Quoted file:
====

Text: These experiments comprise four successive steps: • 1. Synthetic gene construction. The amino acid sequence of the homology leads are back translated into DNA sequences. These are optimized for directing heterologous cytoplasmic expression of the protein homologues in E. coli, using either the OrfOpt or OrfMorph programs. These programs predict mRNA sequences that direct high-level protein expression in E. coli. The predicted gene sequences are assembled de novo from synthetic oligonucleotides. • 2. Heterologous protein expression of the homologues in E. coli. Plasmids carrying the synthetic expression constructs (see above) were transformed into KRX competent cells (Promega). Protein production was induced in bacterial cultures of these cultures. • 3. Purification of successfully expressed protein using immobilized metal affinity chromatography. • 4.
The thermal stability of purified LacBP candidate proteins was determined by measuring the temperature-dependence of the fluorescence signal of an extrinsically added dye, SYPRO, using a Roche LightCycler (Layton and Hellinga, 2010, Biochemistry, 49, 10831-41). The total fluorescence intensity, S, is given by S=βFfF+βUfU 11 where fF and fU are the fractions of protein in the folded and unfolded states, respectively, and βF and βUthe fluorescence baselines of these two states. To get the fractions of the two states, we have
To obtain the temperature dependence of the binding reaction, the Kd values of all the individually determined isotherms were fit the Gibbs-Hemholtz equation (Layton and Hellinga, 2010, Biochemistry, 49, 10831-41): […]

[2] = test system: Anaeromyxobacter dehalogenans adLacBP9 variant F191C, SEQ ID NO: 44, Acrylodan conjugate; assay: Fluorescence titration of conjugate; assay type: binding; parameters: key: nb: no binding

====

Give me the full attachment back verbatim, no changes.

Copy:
Text: These experiments comprise four successive steps: • 1. Synthetic gene construction. The amino acid sequence of the homology leads are back translated into DNA sequences. These are optimized for directing heterologous cytoplasmic expression of the protein homologues in E. coli, using either the OrfOpt or OrfMorph programs. These programs predict mRNA sequences that direct high-level protein expression in E. coli. The predicted gene sequences are assembled de novo from synthetic oligonucleotides. • 2. Heterologous protein expression of the homologues in E. coli. Plasmids carrying the synthetic expression constructs (see above) were transformed into KRX competent cells (Promega). Protein production was induced in bacterial cultures of these cultures. • 3. Purification of successfully expressed protein using immobilized metal affinity chromatography. • 4.
The thermal stability of purified LacBP candidate proteins was determined by measuring the temperature-dependence of the fluorescence signal of an extrinsically added dye, SYPRO, using a Roche LightCycler (Layton and Hellinga, 2010, Biochemistry, 49, 10831-41). The total fluorescence intensity, S, is given by S=βFfF+βUfU 11 where fF and fU are the fractions of protein in the folded and unfolded states, respectively, and βF and βUthe fluorescence baselines of these two states. To get the fractions of the two states, we have
To obtain the temperature dependence of the binding reaction, the Kd values of all the individually determined isotherms were fit the Gibbs-Hemholtz equation (Layton and Hellinga, 2010, Biochemistry, 49, 10831-41): […]

[2] = test system: Anaeromyxobacter dehalogenans adLacBP9 variant F191C, SEQ ID NO: 44, Acrylodan conjugate; assay: Fluorescence titration of conjugate; assay type: binding; parameters: key: nb: no binding